▪ Infertility, irregular menstrual cycle and miscarriage
▪ Cramps, tingling and numbness
▪ Slow infant and child growth
▪ Decline in dental health


I certainly am not qualified to make a scientific opinion but simply a somewhat informed point after many readings on the subject. In a need to produce the most at the lowest cost we have embraced our inner genius (so we think) and let scientists and big companies grow our foods instead of our farmers. Now it is clear that eating natural, wholesome, organic foods are significantly more expensive than the genetically modified, chemically enhanced, dyed wonders our best scientists are producing. Yet, you would think with all the man-hours going into producing the most efficient yielded crop it would be more expensive than the carrot in your back yard??

If you think you may have a gluten sensitivity and have decided to cut it out from your diet then be aware of the label liars! Remember when I stated there is Gluten in ALL grains. Oats is sitting on the fence with the top three but corn has as well been identified as an irritant. Corn has a lower percentage of the protein than wheat but if you eat an excess of it thinking it is substituting for a wheat cereal you may not be totally eliminating your irritants. So if you see a cereal box stating gluten free, that is impossible if it was made with a grain. It simply has a lower percentage, BUT that percentage might make a difference for some.

So should you decide to eat gluten-free? Of course eating gluten free makes sense for anyone with Celiac disease or a significant sensitivity to gluten. But for the majority of us who are not significantly bothered by gluten, are there real benefits to banning foods containing gluten altogether? That’s the question I continually find myself pondering. So I’ve decided that the only way to know is to try it. I am starting in the coming days to eliminate gluten and will follow a gluten-free nutrition program for 30 days. Fortunately, the nutritional program I follow does not contain any gluten, barley, or wheat, so much of the leg work has been done for me. I would love to hear your opinions and/or results in following a gluten-free diet. Please share some of the recipes, books, resources you’ve used that have helped you. I’m looking for some great recipes that will make this change fun, and exciting!! I promise to keep you posted on my results.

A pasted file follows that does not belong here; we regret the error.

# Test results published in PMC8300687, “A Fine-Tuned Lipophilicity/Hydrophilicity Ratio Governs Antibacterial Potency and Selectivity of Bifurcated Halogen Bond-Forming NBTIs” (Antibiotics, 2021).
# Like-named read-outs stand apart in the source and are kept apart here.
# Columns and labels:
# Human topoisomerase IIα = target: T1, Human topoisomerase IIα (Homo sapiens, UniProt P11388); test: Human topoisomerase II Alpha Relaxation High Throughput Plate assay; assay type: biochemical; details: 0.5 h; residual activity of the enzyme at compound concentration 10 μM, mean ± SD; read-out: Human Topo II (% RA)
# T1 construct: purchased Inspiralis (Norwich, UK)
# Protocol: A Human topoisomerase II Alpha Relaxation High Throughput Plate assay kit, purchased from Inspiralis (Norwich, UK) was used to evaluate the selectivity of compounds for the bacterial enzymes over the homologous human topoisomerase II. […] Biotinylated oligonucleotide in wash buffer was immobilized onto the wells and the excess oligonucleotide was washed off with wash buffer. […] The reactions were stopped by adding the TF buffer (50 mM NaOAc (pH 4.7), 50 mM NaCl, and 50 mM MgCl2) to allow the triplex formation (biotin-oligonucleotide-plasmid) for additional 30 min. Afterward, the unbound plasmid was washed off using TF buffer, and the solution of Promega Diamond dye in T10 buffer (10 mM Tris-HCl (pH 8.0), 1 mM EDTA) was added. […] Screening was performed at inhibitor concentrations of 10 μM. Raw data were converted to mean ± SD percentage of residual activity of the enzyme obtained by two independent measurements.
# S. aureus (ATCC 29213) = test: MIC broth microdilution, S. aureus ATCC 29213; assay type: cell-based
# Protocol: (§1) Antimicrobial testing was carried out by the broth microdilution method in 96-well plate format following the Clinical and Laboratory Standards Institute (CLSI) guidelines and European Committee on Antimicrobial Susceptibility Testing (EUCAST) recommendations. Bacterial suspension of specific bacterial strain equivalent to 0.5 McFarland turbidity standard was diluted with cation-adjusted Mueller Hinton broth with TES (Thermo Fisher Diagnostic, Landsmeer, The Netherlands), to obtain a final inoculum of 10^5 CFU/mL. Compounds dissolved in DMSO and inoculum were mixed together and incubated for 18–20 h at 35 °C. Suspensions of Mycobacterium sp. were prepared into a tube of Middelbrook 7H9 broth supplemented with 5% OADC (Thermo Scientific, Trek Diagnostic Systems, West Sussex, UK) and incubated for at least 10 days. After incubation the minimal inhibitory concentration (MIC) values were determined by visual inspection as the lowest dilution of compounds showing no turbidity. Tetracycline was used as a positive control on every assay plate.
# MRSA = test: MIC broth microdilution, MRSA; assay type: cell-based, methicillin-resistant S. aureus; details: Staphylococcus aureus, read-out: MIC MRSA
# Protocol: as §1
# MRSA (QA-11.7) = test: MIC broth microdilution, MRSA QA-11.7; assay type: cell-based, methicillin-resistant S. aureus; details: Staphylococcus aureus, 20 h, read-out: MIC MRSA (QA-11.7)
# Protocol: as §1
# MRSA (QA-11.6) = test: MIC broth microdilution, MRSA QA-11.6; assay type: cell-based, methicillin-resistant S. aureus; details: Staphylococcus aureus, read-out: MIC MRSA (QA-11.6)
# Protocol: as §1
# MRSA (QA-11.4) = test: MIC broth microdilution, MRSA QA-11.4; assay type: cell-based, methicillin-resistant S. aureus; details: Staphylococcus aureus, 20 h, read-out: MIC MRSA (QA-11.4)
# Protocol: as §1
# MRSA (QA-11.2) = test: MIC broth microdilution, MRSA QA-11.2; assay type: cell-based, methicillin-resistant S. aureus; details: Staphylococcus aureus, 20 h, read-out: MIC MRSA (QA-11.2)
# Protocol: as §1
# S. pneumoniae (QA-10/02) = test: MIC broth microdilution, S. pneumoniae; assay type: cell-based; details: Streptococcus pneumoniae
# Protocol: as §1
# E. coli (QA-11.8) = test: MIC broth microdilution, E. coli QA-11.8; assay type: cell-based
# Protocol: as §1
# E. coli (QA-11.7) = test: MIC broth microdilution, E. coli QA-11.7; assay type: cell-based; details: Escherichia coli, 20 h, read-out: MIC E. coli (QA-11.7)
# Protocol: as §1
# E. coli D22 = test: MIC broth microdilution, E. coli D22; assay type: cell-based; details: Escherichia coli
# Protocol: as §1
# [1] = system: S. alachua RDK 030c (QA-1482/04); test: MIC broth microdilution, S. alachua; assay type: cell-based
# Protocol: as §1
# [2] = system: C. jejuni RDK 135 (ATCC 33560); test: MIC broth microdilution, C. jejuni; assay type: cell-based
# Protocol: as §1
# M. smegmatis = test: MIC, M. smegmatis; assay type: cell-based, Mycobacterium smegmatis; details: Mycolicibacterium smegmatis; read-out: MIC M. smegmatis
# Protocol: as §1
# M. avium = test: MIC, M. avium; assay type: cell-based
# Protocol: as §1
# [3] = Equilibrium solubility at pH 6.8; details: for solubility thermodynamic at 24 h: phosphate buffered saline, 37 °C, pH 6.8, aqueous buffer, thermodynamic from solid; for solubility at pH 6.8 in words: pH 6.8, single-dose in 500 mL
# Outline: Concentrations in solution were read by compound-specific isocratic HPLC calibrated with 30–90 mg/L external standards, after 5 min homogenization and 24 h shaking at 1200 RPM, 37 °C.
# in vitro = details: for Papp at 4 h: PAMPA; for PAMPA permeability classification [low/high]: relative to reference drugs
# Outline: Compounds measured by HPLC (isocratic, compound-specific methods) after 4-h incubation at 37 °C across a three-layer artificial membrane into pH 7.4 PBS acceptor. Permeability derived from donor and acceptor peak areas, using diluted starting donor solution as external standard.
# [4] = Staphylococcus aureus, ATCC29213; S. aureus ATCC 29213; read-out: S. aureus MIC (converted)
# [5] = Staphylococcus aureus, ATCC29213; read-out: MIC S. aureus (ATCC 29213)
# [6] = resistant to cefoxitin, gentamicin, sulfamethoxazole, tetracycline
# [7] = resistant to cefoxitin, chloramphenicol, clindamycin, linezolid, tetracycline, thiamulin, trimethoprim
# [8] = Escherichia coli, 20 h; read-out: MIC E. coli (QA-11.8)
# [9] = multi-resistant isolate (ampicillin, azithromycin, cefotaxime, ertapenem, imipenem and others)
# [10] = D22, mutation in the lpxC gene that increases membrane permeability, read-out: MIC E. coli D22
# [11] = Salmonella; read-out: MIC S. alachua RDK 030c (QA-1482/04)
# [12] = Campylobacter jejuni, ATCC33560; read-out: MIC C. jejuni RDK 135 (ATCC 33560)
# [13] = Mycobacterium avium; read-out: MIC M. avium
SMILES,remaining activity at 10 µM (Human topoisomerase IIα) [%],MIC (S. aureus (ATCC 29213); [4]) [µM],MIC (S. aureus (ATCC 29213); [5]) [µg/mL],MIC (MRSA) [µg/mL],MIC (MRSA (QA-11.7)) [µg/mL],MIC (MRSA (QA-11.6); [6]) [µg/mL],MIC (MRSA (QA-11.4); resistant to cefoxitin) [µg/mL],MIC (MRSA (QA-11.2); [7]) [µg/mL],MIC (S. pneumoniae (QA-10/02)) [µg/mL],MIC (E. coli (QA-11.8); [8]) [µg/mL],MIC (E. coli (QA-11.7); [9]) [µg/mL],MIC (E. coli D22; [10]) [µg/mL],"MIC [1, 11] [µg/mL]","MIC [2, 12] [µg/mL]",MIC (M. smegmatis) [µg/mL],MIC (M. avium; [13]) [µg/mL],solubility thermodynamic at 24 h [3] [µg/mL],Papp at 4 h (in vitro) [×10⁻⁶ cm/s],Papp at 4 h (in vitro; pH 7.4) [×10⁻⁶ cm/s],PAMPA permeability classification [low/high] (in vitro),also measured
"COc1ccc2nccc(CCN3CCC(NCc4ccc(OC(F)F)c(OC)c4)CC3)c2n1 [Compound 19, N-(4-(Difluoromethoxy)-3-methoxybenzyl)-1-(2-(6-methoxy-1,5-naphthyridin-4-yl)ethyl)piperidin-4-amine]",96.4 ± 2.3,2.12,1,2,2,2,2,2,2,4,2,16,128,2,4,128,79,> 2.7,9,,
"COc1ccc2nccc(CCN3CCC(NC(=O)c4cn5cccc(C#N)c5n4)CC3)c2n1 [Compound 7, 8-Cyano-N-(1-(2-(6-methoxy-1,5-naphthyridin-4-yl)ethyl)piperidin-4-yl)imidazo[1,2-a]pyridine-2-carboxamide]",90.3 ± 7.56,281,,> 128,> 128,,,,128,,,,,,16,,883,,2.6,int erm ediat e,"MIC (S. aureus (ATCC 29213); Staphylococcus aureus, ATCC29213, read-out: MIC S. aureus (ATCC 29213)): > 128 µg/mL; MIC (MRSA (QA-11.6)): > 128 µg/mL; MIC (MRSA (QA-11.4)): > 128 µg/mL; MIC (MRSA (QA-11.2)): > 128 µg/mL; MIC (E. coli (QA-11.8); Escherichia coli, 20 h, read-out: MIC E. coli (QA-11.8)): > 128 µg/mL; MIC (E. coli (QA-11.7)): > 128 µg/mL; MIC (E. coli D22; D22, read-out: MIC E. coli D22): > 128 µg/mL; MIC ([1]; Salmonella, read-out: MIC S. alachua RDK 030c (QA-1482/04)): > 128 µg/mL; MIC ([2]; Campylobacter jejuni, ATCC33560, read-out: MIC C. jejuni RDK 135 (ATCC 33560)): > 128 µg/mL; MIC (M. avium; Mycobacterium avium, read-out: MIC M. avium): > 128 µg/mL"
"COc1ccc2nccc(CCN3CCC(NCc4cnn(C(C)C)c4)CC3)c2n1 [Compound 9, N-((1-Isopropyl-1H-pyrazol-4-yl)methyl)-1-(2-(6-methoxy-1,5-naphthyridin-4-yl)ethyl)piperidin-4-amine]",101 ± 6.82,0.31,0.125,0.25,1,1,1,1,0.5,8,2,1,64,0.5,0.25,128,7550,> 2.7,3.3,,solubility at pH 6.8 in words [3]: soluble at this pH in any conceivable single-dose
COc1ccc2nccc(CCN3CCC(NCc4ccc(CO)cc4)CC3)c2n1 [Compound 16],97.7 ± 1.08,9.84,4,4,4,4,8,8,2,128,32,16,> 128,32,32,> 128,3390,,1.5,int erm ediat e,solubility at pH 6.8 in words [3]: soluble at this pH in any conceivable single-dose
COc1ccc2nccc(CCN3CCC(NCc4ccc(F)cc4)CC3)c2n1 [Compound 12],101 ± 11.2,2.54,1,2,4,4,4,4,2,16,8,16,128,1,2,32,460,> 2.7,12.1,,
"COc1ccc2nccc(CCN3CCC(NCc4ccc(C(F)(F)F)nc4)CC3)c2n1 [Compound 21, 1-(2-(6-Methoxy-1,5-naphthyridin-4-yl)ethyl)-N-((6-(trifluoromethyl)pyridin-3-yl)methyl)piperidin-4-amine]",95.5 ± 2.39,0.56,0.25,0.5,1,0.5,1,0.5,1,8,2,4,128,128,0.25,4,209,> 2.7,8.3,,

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2 Responses to “HOLD THE GLUTEN!”

  1. Thanks so much for this article. I have been eating gluten free for 3 yrs now due to health challenges. The additional grains that bother me are quinoa and rice. I don’t know why but my body seems sensitive to these aswell as the better known gluten grains. And this summer I have discovered just how careful I need to be with corn — must be organic and in very limited quantities.
    My first year was a huge learning curb. Now I know that Bulk Barn sells more affordable gluten free flour and in baking always to add xanthan gum. Most recipes I have can simply be converted by following the original recipe and substituting the gluten free flour and adding xanthan gum.
    I am so much more healthy and have much better energy today thanks to this lifestyle.

  2. Shelly says:

    Great information Nancy – thank you.

    I was told that I do not have a problem with Gluten as my sensitivity is to wheat and corn, but I seem okay with oats and rice (in moderation). Once I limited my consumption to wheat and corn, I felt so much better. When I cave to the tempting smell of fresh bread, I am reminded why I can’t with a bloated and painful tummy.

    Interestingly, I can eat organic spouted wheat in moderation with no side affects. I’m not sure what the difference is.